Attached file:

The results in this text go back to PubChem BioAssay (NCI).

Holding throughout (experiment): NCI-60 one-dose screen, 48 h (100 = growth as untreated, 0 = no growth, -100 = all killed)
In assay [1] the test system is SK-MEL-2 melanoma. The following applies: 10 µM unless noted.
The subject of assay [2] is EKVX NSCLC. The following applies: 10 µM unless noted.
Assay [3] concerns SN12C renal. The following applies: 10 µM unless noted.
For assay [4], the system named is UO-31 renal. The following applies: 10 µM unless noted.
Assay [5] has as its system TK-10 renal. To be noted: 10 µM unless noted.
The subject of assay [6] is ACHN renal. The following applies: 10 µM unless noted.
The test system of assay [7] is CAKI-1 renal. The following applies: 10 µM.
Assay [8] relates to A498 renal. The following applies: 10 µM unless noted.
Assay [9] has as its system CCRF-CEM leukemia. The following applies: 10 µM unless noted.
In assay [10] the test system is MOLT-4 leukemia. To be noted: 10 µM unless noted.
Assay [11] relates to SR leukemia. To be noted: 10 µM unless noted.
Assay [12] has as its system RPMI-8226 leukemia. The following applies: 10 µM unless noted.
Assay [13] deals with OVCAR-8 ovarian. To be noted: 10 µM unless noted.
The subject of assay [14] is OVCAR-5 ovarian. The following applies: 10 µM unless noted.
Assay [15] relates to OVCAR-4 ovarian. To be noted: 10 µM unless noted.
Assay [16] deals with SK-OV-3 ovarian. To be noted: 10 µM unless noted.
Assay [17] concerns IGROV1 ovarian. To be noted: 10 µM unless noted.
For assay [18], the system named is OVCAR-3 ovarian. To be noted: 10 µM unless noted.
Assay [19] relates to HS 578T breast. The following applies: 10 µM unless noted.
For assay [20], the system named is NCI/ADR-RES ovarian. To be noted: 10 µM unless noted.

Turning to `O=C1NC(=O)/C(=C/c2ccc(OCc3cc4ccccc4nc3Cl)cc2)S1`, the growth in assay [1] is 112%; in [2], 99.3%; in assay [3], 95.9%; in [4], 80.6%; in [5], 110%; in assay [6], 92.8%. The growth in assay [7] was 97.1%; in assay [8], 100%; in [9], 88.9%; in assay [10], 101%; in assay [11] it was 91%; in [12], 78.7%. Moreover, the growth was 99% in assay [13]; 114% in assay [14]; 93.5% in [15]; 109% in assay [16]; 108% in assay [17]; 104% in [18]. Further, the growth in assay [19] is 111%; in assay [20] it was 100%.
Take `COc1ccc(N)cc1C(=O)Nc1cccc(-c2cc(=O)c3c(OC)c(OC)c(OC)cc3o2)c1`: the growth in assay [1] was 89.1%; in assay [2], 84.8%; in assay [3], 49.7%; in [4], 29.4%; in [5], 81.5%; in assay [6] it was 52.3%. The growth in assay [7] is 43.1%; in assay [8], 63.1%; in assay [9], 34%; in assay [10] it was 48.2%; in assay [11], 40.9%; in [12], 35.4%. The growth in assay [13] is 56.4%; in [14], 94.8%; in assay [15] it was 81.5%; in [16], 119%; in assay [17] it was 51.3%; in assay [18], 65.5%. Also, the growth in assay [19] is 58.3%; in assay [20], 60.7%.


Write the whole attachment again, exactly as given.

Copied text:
The results in this text go back to PubChem BioAssay (NCI).

Holding throughout (experiment): NCI-60 one-dose screen, 48 h (100 = growth as untreated, 0 = no growth, -100 = all killed)
In assay [1] the test system is SK-MEL-2 melanoma. The following applies: 10 µM unless noted.
The subject of assay [2] is EKVX NSCLC. The following applies: 10 µM unless noted.
Assay [3] concerns SN12C renal. The following applies: 10 µM unless noted.
For assay [4], the system named is UO-31 renal. The following applies: 10 µM unless noted.
Assay [5] has as its system TK-10 renal. To be noted: 10 µM unless noted.
The subject of assay [6] is ACHN renal. The following applies: 10 µM unless noted.
The test system of assay [7] is CAKI-1 renal. The following applies: 10 µM.
Assay [8] relates to A498 renal. The following applies: 10 µM unless noted.
Assay [9] has as its system CCRF-CEM leukemia. The following applies: 10 µM unless noted.
In assay [10] the test system is MOLT-4 leukemia. To be noted: 10 µM unless noted.
Assay [11] relates to SR leukemia. To be noted: 10 µM unless noted.
Assay [12] has as its system RPMI-8226 leukemia. The following applies: 10 µM unless noted.
Assay [13] deals with OVCAR-8 ovarian. To be noted: 10 µM unless noted.
The subject of assay [14] is OVCAR-5 ovarian. The following applies: 10 µM unless noted.
Assay [15] relates to OVCAR-4 ovarian. To be noted: 10 µM unless noted.
Assay [16] deals with SK-OV-3 ovarian. To be noted: 10 µM unless noted.
Assay [17] concerns IGROV1 ovarian. To be noted: 10 µM unless noted.
For assay [18], the system named is OVCAR-3 ovarian. To be noted: 10 µM unless noted.
Assay [19] relates to HS 578T breast. The following applies: 10 µM unless noted.
For assay [20], the system named is NCI/ADR-RES ovarian. To be noted: 10 µM unless noted.

Turning to `O=C1NC(=O)/C(=C/c2ccc(OCc3cc4ccccc4nc3Cl)cc2)S1`, the growth in assay [1] is 112%; in [2], 99.3%; in assay [3], 95.9%; in [4], 80.6%; in [5], 110%; in assay [6], 92.8%. The growth in assay [7] was 97.1%; in assay [8], 100%; in [9], 88.9%; in assay [10], 101%; in assay [11] it was 91%; in [12], 78.7%. Moreover, the growth was 99% in assay [13]; 114% in assay [14]; 93.5% in [15]; 109% in assay [16]; 108% in assay [17]; 104% in [18]. Further, the growth in assay [19] is 111%; in assay [20] it was 100%.
Take `COc1ccc(N)cc1C(=O)Nc1cccc(-c2cc(=O)c3c(OC)c(OC)c(OC)cc3o2)c1`: the growth in assay [1] was 89.1%; in assay [2], 84.8%; in assay [3], 49.7%; in [4], 29.4%; in [5], 81.5%; in assay [6] it was 52.3%. The growth in assay [7] is 43.1%; in assay [8], 63.1%; in assay [9], 34%; in assay [10] it was 48.2%; in assay [11], 40.9%; in [12], 35.4%. The growth in assay [13] is 56.4%; in [14], 94.8%; in assay [15] it was 81.5%; in [16], 119%; in assay [17] it was 51.3%; in assay [18], 65.5%. Also, the growth in assay [19] is 58.3%; in assay [20], 60.7%.